No-one doubts the heroism of the young soldier who sacrifices his or her life for their country. What is increasingly doubted is the wisdom of political leaders who call for that sacrifice when the situation does not justify it, who dispense with the lives of young men and women and those of helpless civilians as if they were crumbs to be swept from a table. The presentation of war as a necessity is increasingly being challenged by people who believe that war sows the seeds of further conflict and encourages the potential use of nuclear, biological and chemical weapons, not necessarily by a nation but by a deranged individual who has gained access to one of these weapons or the means of manufacturing one and will not hesitate to use it. As a species, we are responsible for bringing these weapons into being and, as a species, we can choose to put an end to them because their very existence pollutes the Earth.

As a species, we are responsible for bringing these weapons into being and, as a species, we can choose to put an end to them because their very existence pollutes the Earth. The presentation of war as a necessity is increasingly being challenged by people who believe that war sows the seeds of further conflict and encourages the potential use of nuclear, biological and chemical weapons, not necessarily by a nation but by a deranged individual who has gained access to one of these weapons or the means of manufacturing one and will not hesitate to use it. As a species, we are responsible for bringing these weapons into being and, as a species, we can choose to put an end to them because their very existence pollutes the Earth.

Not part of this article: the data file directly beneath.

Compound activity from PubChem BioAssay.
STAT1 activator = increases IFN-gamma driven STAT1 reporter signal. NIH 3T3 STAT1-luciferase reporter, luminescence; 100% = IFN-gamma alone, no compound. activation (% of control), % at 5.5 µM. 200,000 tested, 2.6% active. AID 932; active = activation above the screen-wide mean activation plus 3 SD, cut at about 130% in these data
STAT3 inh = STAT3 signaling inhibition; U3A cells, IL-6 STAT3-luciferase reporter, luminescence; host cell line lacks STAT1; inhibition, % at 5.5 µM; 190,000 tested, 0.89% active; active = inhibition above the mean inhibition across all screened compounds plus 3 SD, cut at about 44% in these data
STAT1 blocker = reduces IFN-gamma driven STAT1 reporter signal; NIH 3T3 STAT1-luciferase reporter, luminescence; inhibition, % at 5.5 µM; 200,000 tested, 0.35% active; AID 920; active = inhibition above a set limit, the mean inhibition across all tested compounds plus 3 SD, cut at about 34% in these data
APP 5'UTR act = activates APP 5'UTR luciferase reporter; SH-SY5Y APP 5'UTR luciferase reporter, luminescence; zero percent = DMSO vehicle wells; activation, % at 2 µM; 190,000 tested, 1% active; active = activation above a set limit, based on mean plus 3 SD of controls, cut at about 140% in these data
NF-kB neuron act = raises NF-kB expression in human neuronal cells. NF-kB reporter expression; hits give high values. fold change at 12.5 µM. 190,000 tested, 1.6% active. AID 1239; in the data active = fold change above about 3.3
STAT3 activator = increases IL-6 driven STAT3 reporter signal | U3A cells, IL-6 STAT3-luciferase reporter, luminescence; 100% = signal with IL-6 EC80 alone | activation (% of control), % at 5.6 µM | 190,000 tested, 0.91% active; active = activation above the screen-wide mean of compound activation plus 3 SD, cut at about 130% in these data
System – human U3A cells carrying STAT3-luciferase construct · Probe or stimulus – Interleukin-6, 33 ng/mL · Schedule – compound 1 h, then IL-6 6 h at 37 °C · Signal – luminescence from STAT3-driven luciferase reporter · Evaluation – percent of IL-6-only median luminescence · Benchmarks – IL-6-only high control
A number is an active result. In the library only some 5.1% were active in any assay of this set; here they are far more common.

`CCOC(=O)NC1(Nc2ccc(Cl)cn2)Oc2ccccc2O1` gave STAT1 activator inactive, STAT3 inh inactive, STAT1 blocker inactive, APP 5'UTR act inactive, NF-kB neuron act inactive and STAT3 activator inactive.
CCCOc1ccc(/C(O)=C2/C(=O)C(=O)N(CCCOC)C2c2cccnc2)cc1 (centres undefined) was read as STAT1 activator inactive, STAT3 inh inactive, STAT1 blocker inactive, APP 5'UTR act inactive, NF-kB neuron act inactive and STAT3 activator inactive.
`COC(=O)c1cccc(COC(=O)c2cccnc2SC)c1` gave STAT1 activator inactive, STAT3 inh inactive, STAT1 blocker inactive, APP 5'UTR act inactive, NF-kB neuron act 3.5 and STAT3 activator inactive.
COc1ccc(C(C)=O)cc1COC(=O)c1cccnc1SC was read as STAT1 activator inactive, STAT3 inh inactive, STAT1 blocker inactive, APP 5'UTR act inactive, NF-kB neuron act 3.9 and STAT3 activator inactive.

Generation after generation, people have accepted the call to sacrifice their sons in war and have endured the immense suffering caused by war as an inescapable fact of life.

The God-like Capacity for Creation and Destruction


Imagining God to be all-powerful and on the side of ‘Good’ they have asked God to intervene to protect them and bring them victory, to stand by their side. Yet, it is we who carry within our nature the god-like capacity for creation and destruction, for bringing good and evil into the world. The burden of responsibility to change our fate therefore lies with us, not with God. With the help of the psychological insight gained over the last hundred years, we can now address the fundamental causes of human aggression and understand why certain patterns of behaviour are re-enacted over and over again—even before our eyes today.

Weapons, defence and war have traditionally been and still are the concern of men. Women have not, until the end of the last century, participated as combatants in war. They have suffered unspeakably, have lost their own lives and the lives of husbands, fathers and sons in war and have had to endure the largely undocumented rape of themselves and their daughters, but in the past their voice has been inaudible. Yet war is as much woman’s concern as man’s.

If the destructive power of our weapons continues to escalate, with the power of our weapons and our moral immaturity, we risk destroying not only civilization and our own species, but much viable life on this planet. Today, women are adding their voices to those of men who can see that war leads nowhere and who are appalled by the irresponsible behaviour of leaders who take their countries into it—leaders whose immaturity and ignorance of the deeper archetypal and mythic issues involved may render them ill-equipped to assume such awesome responsibility.

In his Gulag Archipelago Alexander Solzhenitsyn warns us to bear in mind our own contribution to evil, commenting that it is not so easy to separate evil from ourselves and blame it on our enemy:

If only it were all so simple!” he writes, “If only there were evil people somewhere insidiously committing evil deeds, and it were necessary to separate them from the rest of us and destroy them. But the line dividing good and evil cuts through the heart of every human being. And who is willing to destroy a piece of his own heart?